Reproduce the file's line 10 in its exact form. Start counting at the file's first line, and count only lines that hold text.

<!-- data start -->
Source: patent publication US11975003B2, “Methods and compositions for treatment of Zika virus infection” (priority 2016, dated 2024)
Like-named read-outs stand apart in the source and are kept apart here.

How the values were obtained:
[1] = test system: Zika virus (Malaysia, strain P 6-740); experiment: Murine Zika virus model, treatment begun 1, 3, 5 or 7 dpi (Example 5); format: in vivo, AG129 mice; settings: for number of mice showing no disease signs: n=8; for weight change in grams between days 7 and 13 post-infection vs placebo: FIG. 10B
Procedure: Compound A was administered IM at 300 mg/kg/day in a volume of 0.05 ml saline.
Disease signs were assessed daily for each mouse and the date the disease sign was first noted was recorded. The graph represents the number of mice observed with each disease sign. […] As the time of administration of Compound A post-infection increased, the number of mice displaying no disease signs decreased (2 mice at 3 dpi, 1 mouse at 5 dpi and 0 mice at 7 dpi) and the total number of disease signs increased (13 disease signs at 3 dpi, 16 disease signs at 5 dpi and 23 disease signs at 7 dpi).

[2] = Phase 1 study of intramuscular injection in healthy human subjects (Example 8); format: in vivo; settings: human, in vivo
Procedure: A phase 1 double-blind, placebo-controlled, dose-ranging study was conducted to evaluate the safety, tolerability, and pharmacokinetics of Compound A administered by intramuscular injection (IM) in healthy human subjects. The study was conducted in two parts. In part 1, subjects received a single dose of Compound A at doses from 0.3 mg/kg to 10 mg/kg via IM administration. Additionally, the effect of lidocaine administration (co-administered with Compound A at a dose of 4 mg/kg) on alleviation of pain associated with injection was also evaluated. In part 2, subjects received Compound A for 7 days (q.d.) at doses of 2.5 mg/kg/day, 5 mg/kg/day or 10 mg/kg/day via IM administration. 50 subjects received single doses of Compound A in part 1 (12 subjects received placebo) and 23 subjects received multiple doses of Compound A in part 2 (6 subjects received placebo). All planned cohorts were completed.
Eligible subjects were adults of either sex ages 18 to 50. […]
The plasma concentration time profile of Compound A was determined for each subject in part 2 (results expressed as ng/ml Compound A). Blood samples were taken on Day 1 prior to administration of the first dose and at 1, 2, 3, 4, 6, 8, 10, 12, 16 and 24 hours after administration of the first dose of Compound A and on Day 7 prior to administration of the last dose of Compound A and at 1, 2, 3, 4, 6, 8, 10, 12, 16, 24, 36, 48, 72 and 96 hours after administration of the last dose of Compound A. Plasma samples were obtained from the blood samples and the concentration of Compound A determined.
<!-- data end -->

The plasma concentration time profile of Compound A was determined for each subject in part 2 (results expressed as ng/ml Compound A). Blood samples were taken on Day 1 prior to administration of the first dose and at 1, 2, 3, 4, 6, 8, 10, 12, 16 and 24 hours after administration of the first dose of Compound A and on Day 7 prior to administration of the last dose of Compound A and at 1, 2, 3, 4, 6, 8, 10, 12, 16, 24, 36, 48, 72 and 96 hours after administration of the last dose of Compound A. Plasma samples were obtained from the blood samples and the concentration of Compound A determined.